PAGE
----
We anticipate that we will continue to generate operating losses and use cash in operations through the foreseeable future. Management plans to finance operations through equity or debt financings or other capital sources, including potential collaborations or other strategic transactions. There is substantial doubt about our ability to continue as a going concern unless we are able to successfully raise additional capital. There can be no assurances that, in the event that we require additional financing, such financing will be available on terms which are favorable to us, or at all. If we are unable to raise additional funding to meet our working capital needs in the future, we will be forced to delay or reduce the scope of our research programs and/or limit or cease our operations.

 

Cash Flows

 

Our net cash flow from operating, investing and financing activities for the periods below were as follows (in thousands):

 

 

 

Six Months Ended
June 30,

 

 

 

2019

 

2018

 

Net cash provided by (used in):

 

 

 

 

 

Operating activities

 

$

(15,699

)

$

(10,707

)

Investing activities

 

(27

)

(919

)

Financing activities

 

8

 

 

Net decrease in cash and cash equivalents

 

$

(15,718

)

$

(11,626

)

 

Cash Flows from Operating Activities.

 

Net cash used in operating activities was approximately $15.7 million for the six months ended June 30, 2019, which was primarily due to our net loss of approximately $16.4 million, an increase of approximately $1.0 million in other receivables, an increase of approximately $0.8 million in prepaid expenses, and a decrease of approximately $0.8 million in accounts payable. The cash used in operating activities was partially offset by a decrease of approximately $0.7 million in account receivable, an increase of approximately $1.0 million in accrued liabilities, and the non-cash charges of approximately $1.8 million related to stock-based compensation, depreciation and amortization and the net loss from our equity method investment.

 

Net cash used in operating activities was approximately $10.7 million for the six months ended June 30, 2018, which was primarily due to our net loss of approximately $8.8 million, the non-cash gain of approximately $3.0 million on the change in fair value

 

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of preferred stock warrants, and an increase of  approximately  $0.6 million in prepaid expenses. The cash used in operating activities was partially offset by an increase of approximately $0.7 million in deferred revenue, and the non-cash charges of approximately $1.0 million related to stock-based compensation and depreciation and amortization.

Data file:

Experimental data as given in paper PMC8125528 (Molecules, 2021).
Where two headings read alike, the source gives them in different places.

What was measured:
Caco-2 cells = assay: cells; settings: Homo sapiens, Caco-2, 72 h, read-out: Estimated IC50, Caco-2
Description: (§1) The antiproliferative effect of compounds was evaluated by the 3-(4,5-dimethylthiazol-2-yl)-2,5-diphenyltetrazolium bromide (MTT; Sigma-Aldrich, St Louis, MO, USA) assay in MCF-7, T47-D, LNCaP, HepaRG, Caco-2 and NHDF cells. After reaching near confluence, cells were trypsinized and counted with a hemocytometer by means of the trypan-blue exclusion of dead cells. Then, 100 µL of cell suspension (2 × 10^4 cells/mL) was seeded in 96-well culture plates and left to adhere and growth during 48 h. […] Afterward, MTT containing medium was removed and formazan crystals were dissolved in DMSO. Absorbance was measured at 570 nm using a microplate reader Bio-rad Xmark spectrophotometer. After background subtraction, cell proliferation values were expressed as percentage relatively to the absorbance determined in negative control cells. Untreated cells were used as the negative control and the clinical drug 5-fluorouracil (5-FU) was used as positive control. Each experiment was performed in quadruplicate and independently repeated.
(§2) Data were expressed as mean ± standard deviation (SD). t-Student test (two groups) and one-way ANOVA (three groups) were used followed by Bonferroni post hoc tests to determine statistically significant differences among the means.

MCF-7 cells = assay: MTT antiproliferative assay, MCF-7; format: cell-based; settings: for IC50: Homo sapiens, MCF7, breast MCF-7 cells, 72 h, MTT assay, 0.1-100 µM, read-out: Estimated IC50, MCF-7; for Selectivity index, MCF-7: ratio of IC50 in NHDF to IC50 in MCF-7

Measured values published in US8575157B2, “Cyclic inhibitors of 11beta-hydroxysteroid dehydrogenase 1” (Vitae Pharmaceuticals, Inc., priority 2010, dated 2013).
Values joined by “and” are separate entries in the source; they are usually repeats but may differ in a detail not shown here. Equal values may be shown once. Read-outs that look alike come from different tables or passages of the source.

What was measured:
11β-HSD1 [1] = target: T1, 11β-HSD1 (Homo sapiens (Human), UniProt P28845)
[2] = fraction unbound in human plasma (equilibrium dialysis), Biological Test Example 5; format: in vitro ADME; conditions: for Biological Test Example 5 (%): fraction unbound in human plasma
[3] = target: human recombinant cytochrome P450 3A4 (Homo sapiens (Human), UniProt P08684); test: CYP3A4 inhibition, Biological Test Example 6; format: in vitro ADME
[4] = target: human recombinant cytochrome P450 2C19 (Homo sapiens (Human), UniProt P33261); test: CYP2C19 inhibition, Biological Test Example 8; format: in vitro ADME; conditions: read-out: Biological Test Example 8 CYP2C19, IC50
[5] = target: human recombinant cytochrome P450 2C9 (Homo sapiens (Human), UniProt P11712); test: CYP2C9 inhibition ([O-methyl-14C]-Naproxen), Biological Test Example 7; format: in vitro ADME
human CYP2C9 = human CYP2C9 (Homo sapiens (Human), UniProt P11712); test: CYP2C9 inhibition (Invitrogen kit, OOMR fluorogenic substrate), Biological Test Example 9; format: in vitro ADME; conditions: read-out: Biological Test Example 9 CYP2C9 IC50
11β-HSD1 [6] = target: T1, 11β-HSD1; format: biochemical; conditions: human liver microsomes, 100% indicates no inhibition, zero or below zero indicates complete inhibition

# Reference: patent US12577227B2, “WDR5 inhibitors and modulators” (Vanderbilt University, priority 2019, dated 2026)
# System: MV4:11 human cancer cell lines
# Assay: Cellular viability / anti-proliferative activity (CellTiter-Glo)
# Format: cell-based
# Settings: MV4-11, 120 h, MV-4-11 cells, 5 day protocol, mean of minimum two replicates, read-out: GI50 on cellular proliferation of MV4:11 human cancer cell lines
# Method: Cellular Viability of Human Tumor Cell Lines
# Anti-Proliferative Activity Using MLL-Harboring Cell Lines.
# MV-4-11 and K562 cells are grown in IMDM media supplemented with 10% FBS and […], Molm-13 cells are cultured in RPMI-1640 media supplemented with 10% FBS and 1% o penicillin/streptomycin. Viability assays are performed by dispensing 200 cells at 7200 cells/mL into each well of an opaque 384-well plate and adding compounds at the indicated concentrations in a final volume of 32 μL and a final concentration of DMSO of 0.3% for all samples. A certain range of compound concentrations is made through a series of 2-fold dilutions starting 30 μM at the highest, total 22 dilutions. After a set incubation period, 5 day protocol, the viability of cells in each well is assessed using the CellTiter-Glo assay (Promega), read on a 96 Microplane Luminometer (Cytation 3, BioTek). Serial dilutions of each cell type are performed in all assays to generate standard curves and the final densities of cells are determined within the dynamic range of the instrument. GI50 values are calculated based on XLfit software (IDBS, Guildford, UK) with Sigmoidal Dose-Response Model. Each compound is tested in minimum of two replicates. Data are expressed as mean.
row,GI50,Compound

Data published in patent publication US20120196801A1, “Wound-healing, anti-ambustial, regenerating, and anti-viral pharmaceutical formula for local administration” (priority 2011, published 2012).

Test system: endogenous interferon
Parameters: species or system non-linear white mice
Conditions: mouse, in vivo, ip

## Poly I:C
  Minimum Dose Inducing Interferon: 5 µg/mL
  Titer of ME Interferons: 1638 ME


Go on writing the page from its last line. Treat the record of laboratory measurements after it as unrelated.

Cash Flows from Investing Activities.

 

Cash used in investing activities of $27,000 and $919,000 during the six months ended June 30, 2019 and 2018, respectively, was due to the purchase of equipment, primarily for diagnostic use in clinical trials.

 

Cash Flows from Financing Activities.

 

Net cash provided by financing activities of $8,000 during the six months ended June 30, 2019 was due to net proceeds received from stock option exercises. There were no financing activities for the six months ended June 30, 2018.

 

Future Funding Requirements

 

To date, we have generated revenue from grants and contract services performed and the issuance of convertible preferred stock and common stock sales. We do not know when, or if, we will generate any revenue from our development stage therapeutic programs. We do not expect to generate any revenue from sales of our therapeutic candidates unless and until we obtain regulatory approval. At the same time, we expect our expenses to increase in connection with our ongoing development activities, particularly as we continue the research, development and clinical trials of, and seek regulatory approval for, our therapeutic candidates. We expect to incur additional costs associated with operating as a public company. In addition, subject to obtaining regulatory approval of any of our therapeutic candidates, we expect to incur significant commercialization expenses for product sales, marketing, manufacturing and distribution. We anticipate that we will need additional funding in connection with our continuing operations.

 

Our future capital requirements will depend on many factors, including:

 

·                  the progress, costs, results and timing of our clinical trials;

 

·                  FDA acceptance, if any, of our therapies for infectious diseases and for other potential indications;

 

·                  the outcome, costs and timing of seeking and obtaining FDA and any other regulatory approvals;

 

·                  the number and characteristics of product candidates that we pursue, including our product candidates in preclinical development;

 

·                  the ability of our product candidates to progress through clinical development successfully;

 

·                  our need to expand our research and development activities;

 

·                  the costs of acquiring, licensing or investing in businesses, products, product candidates and technologies;

 

·                  our ability to maintain, expand and defend the scope of our intellectual property portfolio, including the amount and timing of any payments we may be required to make, or that we may receive, in connection with the licensing, filing, prosecution, defense and enforcement of any patents or other intellectual property rights;